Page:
Shipyard processes and pollutant sources

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The shipbuilding and repair industry processes include surface preparation, painting and coating, metal plating and surface finishing, solvent cleaning and degreas-

ing, machining and metal working, welding, vessel cleaning, and fiberglass operations. They consume various types of products and produce solid, liquid, and gaseous pollutants. Many different production processes employed in shipbuilding and repair require a vast amount of material inputs and generate huge amounts of waste and considerable emissions. Raw material inputs to the shipbuilding and repair industry are primarily steel and other metals, paints and solvents, blasting abrasives, and machine and cutting oils. In addition, a variety of chemicals are used for surface preparation and finishing such as solvent degreasers, acid and alkaline cleaners, and plating solutions containing heavy metal and cyanide ions. Pollutants and wastes generated include volatile organic compounds (VOCs), particulates matter (PM), waste solvents, oils and resins, metal-bearing sludges and wastewater, waste paint, waste paint chips, and sent abrasives. Figure 39.1 shows basic shipyard processes (Celebi and Vardar, 2006). There are 42 shipyards for new shipbuilding and repair in Istanbul of Turkey. Figure 39.2 is a map of Istanbul including Tuzla region where shipyards are located.

c

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WELDING

AND

CUTTING

V_

4

SOLVENT CLEANING AND DEGREASING

SOLVENT CLEANING AND DEGREASING

MACHINING AND METAL WORKING

Fig. 39.1 Basic shipyard processes.

MACHINING AND METAL WORKING

Fig. 39.1 Basic shipyard processes.

Some of the important shipyard processes and waste emissions from these operations are discussed briefly in the following sections.

39.1.2 Surface preparation process and wastes

Surface preparation is an important step in the shipbuilding industry. Common surface preparation methods adopted by shipyards are dry and wet abrasive blasting, hydroblasting, thermal, chemical, and mechanical stripping. Material inputs used for preparing surfaces include abrasive materials such as steel shot or grit, glass, garnet, copper, or coal slag; cleaning water; detergents; and chemical paint strippers. In the case of hydroblasting only water and occasionally rust inhibitors are required.

Various methods are available to prepare metal surfaces for painting. The choice of the method to be used is based on several factors such as -whether the surfaces are painted or covered with a rust scale, which surface characteristics are required by the paint that is to be applied, the size and shape of the surface to be prepared, and the type of metal. Common surface preparation methods adopted by the shipyards are dry abrasive blasting, wet abrasive blasting, hydroblasting, thermal stripping, chemical stripping and mechanical stripping. Material inputs used for preparing surfaces include, abrasive materials such as steel shot or grit, glass, garnet, copper, or coal slag; cleaning water, detergents, and chemical paint strippers (e.g., methylene chloride-based solutions, caustic solutions, and solvents). In the case of hydroblasting only water and occasionally rust inhibitors are required. Air emissions from surface preparation operations include particulate emissions of blasting abrasives and paint chips. Particulates emissions can also contain toxic metals which is a concern both in the immediate area surrounding the work and if they are blown off-site or into surrounding surface waters. Other air emissions that could potentially arise during surface preparation operations are VOCs and hazardous air pollutants arising from the use of solvent cleaners, paint strippers, and degreasers. The primary residual waste generated is a mixture of paint chips and used abrasives. Blasting abrasives and paint chips that collect in tank vessels, ship decks, or drydocks should be thoroughly cleaned up and collected after work is completed or before the drydock is flooded or submerged. Particular attention should be paid to the cleanup of paint chips containing the antifouling tributyltin compounds which have been shown to be highly toxic to oysters and other marine life. A significant quantity of wastewater can be generated when cleaning ship cargo tanks, ballast tanks, and bilges prior to surface preparation and painting. Such wastewater is often contaminated with cleaning solvents, and oil and fuel from bilges and cargo tanks, paint chips, and surface contaminants (Celebi and Vardar, 2006).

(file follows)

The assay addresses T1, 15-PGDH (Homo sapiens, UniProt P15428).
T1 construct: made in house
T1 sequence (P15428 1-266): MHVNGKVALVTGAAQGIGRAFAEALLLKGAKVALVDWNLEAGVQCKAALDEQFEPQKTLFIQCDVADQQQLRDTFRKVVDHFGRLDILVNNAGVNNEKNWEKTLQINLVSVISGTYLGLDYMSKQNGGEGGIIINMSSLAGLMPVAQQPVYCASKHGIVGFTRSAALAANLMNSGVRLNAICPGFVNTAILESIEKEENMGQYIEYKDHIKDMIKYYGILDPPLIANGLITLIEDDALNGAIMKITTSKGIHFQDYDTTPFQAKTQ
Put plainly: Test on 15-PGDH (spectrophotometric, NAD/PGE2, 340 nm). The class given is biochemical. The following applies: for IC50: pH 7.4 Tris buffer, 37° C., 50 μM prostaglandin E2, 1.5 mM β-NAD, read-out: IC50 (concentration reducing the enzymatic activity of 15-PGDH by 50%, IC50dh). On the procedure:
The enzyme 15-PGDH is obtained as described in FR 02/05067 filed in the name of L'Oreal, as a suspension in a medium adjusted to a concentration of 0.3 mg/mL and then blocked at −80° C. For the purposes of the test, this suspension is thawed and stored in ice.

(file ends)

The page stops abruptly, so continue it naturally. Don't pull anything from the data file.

Fig. 39.2 Map of Istanbul and Tuzla shipyards area (scale 1/600,000).

Abrasive blasting materials as aluminum, arsenic, chromium (III), chromium (VI), cobalt, copper, iron, manganese, lead, tin, zinc can be grouped as hazardous air pollutants. The long- and short-term exposure of these HAP's may cause respiratory irritation, manganism, chronic lung inflammation, pulmonary fi-brosis headaches, subclinical neurological disturbances, allergic dermatitis with skin contact, lung and nasal cancers, and asthma.

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